κατεπέστ.] they stood forth against him, is found neither in Greek writers nor in the LXX.

παρὰ τ. νόμ.] i.e. against the Jewish law. See Acts 18:15.[79] To the Jews the exercise of religion according to their laws was conceded by the Roman authority. Hence the accusers expected of the proconsul measures to be taken against Paul, whose religious doctrines they found at variance with the legal standpoint of Mosaism. Luke gives only the chief point of the complaint. For details, see Acts 18:15.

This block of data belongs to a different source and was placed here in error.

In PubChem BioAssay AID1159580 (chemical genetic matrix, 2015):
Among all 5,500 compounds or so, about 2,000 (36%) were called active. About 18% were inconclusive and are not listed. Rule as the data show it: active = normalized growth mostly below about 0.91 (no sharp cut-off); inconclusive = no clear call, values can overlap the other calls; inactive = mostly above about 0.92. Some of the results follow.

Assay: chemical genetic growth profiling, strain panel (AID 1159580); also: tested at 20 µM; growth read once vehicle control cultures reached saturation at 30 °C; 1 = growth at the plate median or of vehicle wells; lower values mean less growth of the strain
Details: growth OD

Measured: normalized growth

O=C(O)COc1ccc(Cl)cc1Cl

[79] They do not mean the law of the state; nor yet do they express themselves in a double sense (Lange, apost. Zeitalt. II. p. 240). Gallio well knew what ὁ νόμος signified in the mouth of a Jew.